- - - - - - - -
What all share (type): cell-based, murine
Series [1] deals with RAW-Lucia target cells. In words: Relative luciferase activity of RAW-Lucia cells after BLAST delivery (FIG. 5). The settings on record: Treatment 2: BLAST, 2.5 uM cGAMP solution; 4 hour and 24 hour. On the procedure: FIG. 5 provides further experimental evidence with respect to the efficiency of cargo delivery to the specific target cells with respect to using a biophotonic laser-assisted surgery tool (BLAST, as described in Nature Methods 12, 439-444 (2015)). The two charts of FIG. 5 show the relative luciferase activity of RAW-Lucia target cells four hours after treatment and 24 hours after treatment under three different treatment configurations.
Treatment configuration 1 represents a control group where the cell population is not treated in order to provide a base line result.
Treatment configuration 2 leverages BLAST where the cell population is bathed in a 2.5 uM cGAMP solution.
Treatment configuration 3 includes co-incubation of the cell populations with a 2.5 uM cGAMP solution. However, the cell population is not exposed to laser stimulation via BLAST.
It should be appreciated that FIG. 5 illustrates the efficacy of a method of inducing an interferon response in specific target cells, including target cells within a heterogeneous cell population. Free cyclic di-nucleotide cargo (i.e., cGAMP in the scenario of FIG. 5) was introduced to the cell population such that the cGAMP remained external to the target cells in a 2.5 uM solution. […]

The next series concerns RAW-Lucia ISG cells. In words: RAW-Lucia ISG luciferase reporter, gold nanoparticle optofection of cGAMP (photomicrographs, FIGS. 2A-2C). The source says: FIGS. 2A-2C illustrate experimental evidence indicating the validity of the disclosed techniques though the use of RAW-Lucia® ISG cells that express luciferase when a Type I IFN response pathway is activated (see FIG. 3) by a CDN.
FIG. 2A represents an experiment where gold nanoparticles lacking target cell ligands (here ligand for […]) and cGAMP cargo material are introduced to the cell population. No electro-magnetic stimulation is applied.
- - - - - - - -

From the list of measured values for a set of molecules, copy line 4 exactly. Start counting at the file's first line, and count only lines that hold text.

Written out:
Treatment configuration 2 leverages BLAST where the cell population is bathed in a 2.5 uM cGAMP solution.